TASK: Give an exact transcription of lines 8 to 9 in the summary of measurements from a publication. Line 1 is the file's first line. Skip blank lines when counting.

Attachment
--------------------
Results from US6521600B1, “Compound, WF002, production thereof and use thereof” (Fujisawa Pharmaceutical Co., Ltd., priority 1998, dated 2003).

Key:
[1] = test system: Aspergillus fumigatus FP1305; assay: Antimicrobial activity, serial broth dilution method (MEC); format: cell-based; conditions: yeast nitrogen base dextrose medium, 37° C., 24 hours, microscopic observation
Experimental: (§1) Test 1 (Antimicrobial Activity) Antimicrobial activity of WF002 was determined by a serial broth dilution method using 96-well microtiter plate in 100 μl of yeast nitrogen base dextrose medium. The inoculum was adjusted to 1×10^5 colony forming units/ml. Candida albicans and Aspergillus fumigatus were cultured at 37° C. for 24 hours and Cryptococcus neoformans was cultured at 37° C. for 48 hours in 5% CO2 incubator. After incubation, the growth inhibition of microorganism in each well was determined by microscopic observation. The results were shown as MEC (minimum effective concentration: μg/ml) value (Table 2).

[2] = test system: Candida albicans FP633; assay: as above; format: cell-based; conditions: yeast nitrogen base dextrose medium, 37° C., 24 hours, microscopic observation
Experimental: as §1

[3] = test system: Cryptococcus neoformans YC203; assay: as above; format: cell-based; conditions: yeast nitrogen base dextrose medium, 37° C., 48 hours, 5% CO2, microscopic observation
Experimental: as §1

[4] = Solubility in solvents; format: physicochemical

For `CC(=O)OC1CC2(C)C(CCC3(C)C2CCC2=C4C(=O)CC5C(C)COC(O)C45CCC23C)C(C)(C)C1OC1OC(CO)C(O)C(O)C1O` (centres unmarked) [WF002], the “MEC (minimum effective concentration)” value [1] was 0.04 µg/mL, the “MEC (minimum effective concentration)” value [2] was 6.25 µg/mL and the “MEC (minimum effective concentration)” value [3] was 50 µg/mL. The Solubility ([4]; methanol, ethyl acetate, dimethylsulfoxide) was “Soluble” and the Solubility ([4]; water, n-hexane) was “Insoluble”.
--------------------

Experimental: as §1

[4] = Solubility in solvents; format: physicochemical